Hours of Operation: M 8–4 | T 8–7 | W 9–2 | Th 8–7 | F 8–4 | Sat 9–12
ON THE MOVE
The madness is finally here. As a lifelong basketball fan, I enjoy watching the college tournament, though it does make me want to get back out onto the court myself. I must have been five or six years old when I made my first attempts at dribbling. Of course, I wouldn’t have stuck with the sport as long as I have were it not for my father. At the time, St. Margaret’s Church had basketball clinics every Saturday at 8 a.m. Since I had an interest, my dad signed me up, subjecting me to the worst fate a kid that age can imagine: waking up early on Saturday mornings. Every time, like clockwork, my father would wake me up to go to practice, and each time I would tell him, “I don’t want to goooo.” Thankfully, he didn’t listen to me. When I got home after each practice, I realized what a fun time I’d had and how glad I was that I’d gone. In signing me up for basketball, my dad was looking for a way to keep me and my brother active. “You can’t just sit around all day and watch the boob tube,” he’d say. But more than being a distraction from television, basketball became a formative part of my life. As I grew older, my dad didn’t have to wake me up for practices anymore; I’d do it on my own. I made lifelong friends and learned a lot about personal discipline on that court. Of course, I was also vertically challenged. I didn’t have the height or speed to be a top-tier competitor in high school, but I stuck with basketball regardless. That’s when you truly know you love a sport — when you care more about playing your heart out than you do about the score at the end of the game. My Love of Basketball A GOOD KIND OF MADNESS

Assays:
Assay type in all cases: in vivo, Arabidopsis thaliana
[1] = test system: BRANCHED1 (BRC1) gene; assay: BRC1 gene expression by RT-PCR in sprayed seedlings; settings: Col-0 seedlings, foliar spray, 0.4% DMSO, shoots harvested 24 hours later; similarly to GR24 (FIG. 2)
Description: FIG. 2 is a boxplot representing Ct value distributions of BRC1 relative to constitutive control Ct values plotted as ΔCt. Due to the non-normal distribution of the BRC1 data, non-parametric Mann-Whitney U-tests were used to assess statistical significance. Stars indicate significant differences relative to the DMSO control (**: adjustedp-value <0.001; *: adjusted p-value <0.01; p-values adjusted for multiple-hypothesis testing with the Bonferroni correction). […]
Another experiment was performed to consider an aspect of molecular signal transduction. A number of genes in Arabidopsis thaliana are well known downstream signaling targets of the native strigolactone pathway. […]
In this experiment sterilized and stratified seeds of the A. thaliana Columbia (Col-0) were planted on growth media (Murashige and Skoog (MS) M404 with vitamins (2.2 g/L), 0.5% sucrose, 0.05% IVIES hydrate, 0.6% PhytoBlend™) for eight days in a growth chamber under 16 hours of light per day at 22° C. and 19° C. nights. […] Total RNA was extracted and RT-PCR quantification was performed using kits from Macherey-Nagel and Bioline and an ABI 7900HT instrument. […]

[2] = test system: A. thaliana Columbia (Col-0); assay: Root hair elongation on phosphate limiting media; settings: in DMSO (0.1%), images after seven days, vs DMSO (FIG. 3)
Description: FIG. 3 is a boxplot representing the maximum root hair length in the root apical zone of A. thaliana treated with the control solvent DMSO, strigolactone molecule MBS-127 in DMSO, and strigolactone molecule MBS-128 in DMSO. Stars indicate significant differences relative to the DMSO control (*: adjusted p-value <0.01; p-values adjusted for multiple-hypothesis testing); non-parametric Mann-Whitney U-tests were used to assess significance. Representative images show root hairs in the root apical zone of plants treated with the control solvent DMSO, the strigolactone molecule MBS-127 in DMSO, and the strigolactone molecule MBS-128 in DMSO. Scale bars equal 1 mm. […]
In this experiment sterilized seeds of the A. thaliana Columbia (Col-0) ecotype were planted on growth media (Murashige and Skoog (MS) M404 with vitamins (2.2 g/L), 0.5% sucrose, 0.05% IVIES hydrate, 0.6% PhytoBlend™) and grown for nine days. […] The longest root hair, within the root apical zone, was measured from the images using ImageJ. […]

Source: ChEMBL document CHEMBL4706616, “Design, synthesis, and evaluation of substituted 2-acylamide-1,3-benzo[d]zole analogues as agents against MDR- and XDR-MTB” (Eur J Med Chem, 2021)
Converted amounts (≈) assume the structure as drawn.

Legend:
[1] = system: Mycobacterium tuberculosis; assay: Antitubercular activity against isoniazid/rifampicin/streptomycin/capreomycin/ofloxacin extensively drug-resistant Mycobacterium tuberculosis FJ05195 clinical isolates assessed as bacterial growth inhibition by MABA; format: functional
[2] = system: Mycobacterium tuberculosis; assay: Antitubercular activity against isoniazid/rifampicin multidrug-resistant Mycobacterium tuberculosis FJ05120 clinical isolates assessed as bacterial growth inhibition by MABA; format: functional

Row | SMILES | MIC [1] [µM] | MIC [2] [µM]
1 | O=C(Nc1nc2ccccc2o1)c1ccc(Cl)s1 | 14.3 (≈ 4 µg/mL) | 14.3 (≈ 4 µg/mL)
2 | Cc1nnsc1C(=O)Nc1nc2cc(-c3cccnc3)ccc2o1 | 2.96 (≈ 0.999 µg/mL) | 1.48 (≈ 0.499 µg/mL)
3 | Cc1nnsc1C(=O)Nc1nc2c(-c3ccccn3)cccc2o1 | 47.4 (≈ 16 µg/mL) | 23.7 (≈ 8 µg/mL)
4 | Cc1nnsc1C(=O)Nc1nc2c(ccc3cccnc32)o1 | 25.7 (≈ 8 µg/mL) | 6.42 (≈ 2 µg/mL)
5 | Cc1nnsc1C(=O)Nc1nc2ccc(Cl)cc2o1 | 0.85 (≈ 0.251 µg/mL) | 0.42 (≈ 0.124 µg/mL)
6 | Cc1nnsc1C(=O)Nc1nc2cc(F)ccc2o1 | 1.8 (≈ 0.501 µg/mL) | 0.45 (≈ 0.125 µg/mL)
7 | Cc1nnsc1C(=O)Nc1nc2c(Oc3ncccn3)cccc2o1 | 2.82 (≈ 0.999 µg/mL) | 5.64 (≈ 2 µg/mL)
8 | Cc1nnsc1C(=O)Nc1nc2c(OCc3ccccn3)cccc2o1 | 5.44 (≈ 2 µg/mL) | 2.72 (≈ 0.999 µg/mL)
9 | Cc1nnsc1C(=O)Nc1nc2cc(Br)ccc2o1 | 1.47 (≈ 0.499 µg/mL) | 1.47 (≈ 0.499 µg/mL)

To this day, I remember a game my high school team (St. Francis Prep) played against Molloy High School, the real powerhouse in the district. Our coach got our rag-tag team fired up, and we played our absolute best. I don’t recall who won, only that it was an incredibly close game from start to finish and some of the most fun I’ve had in my life.